UW-Green Bay coach Kevin Borseth looks on during a Horizon League game against Detroit at the Kress Events Center last month.
From all outward appearances, University of Wisconsin-Green Bay women's basketball coach Kevin Borseth hasn't changed a bit.
He's the same energetic, passionate, successful coach now as he was nearly six years ago when he left UWGB for his dream job at Michigan.
But on the inside, Borseth is wiser, happier and a man at peace with himself and his surroundings.
After spending five seasons coaching in the Big Ten, Borseth gladly accepted a pay cut last spring to get his old job back in Green Bay.
"You've got to prioritize your life at some point," said the 58-year-old Borseth, who has guided the Phoenix to a 19-2 record heading into tonight's 7 p.m. game against Cleveland State at the Kress Center.
"I missed out on a lot of things from a life standpoint, from living. Life's not about your status, how much money you make, or how high you go in your profession. It's got a lot more to do with living."
Borseth discovered that bigger is not always better, and the amount of money you make has very little to do with personal happiness.
"The higher you climb, I don't want to say you sell your soul to the company store, but you become ingrained in that," he said. "That's all life is. It's that. The whole thing focuses right on your job and everything else really doesn't make any difference. For me that was too much."
Borseth said it would be inaccurate to say he was unhappy in Ann Arbor, where he took a downtrodden program and built it into an NCAA tournament qualifier.
But he found there's more to life than career success. When his job became all-consuming to the point that he didn't have enough family time and couldn't golf, hunt or fish - pursuits that gave him balance and perspective - he knew it was time for a change.
"The demands of your job at that level are just so high," Borseth said. "It's really hard to explain until you're thrust into that environment, all the things that are entailed in that.
"You're so tied into that job that at some point it becomes unhealthy."
Borseth was so eager to return last spring that he took the first offer extended by UWGB director of athletics Ken Bothof.
"He was making a lot more money at Michigan and I'm sure had the potential to make more, given they had just been to the NCAA tournament," Bothof said. "But he clearly felt something was missing."
Borseth had coached the Phoenix to nine consecutive conference titles and seven NCAA tournament berths from 1998 to 2007.
His successor, Matt Bollant, extended the streak to 14 straight conference championships before handing the baton back to Borseth. With UWGB off to a 9-0 start in the Horizon League this season, there is no end in sight to the dynasty.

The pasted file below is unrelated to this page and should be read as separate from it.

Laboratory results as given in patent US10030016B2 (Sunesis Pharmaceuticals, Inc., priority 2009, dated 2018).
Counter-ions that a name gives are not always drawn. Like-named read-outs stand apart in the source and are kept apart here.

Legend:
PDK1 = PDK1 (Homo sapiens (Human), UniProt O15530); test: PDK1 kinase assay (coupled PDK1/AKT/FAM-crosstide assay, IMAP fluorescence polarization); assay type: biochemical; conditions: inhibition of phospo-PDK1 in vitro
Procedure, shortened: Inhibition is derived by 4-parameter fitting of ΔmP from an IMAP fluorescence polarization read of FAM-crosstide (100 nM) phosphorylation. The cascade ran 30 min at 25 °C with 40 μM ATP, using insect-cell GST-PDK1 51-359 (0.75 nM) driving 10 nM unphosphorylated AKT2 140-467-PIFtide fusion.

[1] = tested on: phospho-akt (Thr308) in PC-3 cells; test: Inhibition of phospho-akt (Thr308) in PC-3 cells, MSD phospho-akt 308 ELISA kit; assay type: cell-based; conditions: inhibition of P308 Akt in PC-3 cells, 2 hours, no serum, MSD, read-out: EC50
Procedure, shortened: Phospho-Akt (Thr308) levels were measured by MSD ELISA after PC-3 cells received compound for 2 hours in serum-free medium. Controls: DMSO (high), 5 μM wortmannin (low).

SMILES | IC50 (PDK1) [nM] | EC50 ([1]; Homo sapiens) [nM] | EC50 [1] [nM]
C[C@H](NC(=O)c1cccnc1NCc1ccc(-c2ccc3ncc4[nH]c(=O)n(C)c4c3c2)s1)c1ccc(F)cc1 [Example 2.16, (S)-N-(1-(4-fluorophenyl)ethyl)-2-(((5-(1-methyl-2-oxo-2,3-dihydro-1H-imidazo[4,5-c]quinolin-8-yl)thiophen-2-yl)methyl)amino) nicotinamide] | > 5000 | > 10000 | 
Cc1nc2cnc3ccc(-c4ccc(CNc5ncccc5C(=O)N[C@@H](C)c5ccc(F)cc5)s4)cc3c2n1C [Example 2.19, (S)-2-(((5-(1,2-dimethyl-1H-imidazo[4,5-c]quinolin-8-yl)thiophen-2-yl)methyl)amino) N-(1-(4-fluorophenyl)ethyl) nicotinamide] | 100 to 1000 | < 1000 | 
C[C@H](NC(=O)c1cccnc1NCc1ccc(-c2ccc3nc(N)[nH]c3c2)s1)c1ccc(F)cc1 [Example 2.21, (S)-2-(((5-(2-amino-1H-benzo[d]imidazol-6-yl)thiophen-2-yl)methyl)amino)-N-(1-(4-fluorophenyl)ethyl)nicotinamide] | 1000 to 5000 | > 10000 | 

The pressure to win always will exist for Borseth. But he feels appreciated in Green Bay, which goes a long way toward contentment.
"When I leave the gym here I think I feel better," he said. "I just feel more relaxed."
At Michigan, Borseth said he struggled to deal with outside influences.
"There's a lot more people stirring the pot, you're not stirring your own pot," he said. "Everybody's adding seasoning to your soup. You're not the only cook in the kitchen, let's put it that way. There's a whole lot of people that have input into what you're doing."
Although he received plenty of solid advice, Borseth said it became too much of a good thing.
"It's like enough already, let me just do this, let me just take my job and do it the way I need it to be done," he said.
Borseth doesn't have that problem at UWGB, where no one second-guesses his style or methods. "They're kind of letting me do my job," he said.
In some ways, it's as if Borseth never left.
"He's the same in terms of coaching basketball, the intensity, the passion, all of those things," Bothof said. "I don't think anything has changed. The competitiveness, it's all there."
Borseth always relished the strong ties between his program and the Green Bay community, something he missed.
"Our fan base here is really - they're all about Green Bay women's basketball," he said. "It's a big deal here.
"We're all in this thing together and I don't know that I felt that same hominess at Ann Arbor. It didn't feel like it was the same."
Borseth said he has no regrets spending five years in Ann Arbor.
One of his five children, Carli, was diagnosed with Hodgkin's lymphoma during that time. Borseth, getting emotional when recounting the memory, credits the children's hospital at the University of Michigan with saving her life.
"It was the right spot at the right time," Borseth said. "She got the top care."
Doctors caught the cancer early and treated her with chemotherapy. Borseth said Carli, now in high school, is doing well.
"I think she's come to realize there's more important things in life than whether she gets an 'A' on an English paper," said Borseth. "Her outlook on life probably, as a whole, is a lot greater."
Borseth also has a new outlook on life. Had he not chased his dream at Michigan, he might never have realized how good life is in Green Bay.
"I'm in a great place, I really am, an absolute great place," he said. "I love it here. I like the people. I love my life."